This article appeared in the September 21, 2021 edition of the Monitor Daily.

Read 09/21 edition

Why Harvard chaplains chose an ‘atheist’ to represent them

Steven Senne/AP/File
Harvard University Humanist Chaplain Greg Epstein appears on the school's campus in Cambridge, Massachusetts, on March 23, 2007.
April Austin
Weekly Deputy Editor, Books Editor

The headlines struck a provocative note: “Harvard’s atheist chaplain: It’s another sign of America’s growing secularism,” and “The New Chief Chaplain at Harvard? An Atheist.” The stories fed concerns that an elite, liberal university was pushing its secular agenda onto faith-based campus organizations. And this at a time when studies show fewer young people are affiliated with organized religion. 

But the story turns out to be quite different.

The man who galvanized such attention, Greg Epstein, was elected unanimously last spring by 30 colleagues to serve as president of Harvard Chaplains. It wasn’t until news reports about him surfaced earlier this month that people took to social media to voice objections.  

Mr. Epstein, who wrote the book “Good Without God: What a Billion Nonreligious People Do Believe,” is considered by his colleagues to be a thoughtful and experienced chaplain. The humanist tradition to which he belongs is more concerned with living a moral life through self-reflection, discussion, and good works than with adhering to doctrine or believing in a higher power.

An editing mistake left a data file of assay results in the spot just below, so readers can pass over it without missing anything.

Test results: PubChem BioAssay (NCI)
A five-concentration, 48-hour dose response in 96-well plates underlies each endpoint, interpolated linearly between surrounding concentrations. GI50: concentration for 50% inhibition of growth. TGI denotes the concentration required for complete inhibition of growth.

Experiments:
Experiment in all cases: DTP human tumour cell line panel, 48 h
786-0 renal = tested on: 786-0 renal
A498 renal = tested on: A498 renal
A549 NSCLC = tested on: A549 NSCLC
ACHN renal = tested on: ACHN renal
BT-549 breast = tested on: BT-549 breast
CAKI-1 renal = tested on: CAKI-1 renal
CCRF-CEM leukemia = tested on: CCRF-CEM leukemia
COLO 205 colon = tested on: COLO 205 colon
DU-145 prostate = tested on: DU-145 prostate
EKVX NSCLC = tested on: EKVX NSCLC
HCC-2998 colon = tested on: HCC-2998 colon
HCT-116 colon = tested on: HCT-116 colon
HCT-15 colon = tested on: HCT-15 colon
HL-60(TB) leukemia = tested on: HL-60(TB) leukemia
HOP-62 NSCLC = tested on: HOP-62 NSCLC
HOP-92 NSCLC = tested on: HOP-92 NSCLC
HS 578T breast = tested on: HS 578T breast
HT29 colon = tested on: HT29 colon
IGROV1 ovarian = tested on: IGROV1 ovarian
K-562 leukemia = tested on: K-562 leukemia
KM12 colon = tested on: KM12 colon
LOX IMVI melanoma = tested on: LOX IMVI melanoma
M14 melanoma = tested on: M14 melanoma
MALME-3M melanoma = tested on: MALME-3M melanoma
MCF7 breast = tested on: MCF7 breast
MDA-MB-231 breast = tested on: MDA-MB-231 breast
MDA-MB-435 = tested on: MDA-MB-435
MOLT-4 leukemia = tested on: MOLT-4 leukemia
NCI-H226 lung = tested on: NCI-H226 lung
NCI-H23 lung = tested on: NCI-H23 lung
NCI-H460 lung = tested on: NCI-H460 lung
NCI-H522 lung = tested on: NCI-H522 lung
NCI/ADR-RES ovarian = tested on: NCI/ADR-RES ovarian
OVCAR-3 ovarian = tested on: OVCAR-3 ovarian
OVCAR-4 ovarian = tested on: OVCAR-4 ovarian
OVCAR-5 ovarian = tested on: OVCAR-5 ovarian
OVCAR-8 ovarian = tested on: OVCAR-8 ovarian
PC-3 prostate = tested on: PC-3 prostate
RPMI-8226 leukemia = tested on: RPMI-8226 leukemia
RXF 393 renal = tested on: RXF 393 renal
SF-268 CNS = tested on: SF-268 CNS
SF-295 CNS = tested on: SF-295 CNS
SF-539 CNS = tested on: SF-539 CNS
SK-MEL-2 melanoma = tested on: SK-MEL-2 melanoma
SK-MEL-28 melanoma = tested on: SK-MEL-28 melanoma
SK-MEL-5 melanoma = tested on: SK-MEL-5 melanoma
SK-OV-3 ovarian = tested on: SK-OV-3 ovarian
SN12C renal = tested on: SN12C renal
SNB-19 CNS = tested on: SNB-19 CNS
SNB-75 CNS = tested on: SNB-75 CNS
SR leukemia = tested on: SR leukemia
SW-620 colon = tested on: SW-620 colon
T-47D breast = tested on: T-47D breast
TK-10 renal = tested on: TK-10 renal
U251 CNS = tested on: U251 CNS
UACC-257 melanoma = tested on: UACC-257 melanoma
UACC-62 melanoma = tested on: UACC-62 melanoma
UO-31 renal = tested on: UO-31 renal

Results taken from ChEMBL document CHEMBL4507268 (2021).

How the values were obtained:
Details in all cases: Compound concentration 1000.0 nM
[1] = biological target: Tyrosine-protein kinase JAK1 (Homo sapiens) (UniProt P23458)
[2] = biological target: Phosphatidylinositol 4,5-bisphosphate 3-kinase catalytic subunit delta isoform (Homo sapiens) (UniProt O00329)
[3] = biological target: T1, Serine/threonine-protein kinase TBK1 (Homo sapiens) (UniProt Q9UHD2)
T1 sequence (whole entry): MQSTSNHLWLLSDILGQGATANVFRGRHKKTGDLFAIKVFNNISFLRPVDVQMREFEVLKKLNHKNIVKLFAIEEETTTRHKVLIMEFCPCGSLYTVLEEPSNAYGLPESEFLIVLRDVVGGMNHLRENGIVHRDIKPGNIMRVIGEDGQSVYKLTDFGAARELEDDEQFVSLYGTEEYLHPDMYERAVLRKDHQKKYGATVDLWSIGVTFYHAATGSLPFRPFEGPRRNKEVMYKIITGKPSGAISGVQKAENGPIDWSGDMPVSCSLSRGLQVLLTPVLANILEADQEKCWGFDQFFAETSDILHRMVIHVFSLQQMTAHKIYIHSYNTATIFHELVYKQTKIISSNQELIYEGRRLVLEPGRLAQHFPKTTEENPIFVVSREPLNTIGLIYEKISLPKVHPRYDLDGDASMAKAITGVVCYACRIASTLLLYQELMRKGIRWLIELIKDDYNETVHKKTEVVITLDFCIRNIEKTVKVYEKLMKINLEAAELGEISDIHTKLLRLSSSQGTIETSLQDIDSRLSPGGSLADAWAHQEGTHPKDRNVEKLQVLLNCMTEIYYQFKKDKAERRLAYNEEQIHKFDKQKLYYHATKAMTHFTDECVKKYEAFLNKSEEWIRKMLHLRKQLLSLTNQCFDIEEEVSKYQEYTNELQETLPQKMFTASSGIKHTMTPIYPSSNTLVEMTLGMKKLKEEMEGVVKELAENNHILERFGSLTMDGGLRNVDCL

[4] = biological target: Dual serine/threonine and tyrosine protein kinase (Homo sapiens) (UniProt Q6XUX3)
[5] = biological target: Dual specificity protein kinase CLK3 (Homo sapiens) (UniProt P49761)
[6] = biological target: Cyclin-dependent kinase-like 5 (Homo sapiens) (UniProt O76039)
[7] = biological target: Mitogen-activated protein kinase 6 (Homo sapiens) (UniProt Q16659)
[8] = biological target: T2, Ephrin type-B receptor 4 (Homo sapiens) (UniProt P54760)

One of Mr. Epstein’s peers, Pete Williamson, an evangelical Christian chaplain, wrote a defense of his colleague in Christianity Today. The article, “Why I Voted For the Atheist President of Harvard’s Chaplain Group,” explains that the media had mischaracterized the president’s role, which is to advocate on behalf of the entire group, including evangelical Christian, Protestant, Roman Catholic, Jewish, Muslim, and other chaplaincies.

“The mission of Epstein’s chaplaincy is not to convince people to become atheists but rather to serve students who find themselves without faith (of which there are many at Harvard),” Mr. Williamson writes. He also argues that the cooperative, interfaith nature of the group – which does not influence doctrine or hold sway over the independent chaplaincies – has made Harvard a more welcoming place for students who are religiously affiliated or interested in becoming so.

This article appeared in the September 21, 2021 edition of the Monitor Daily.

Read 09/21 edition
You've read  of  free articles. Subscribe to continue.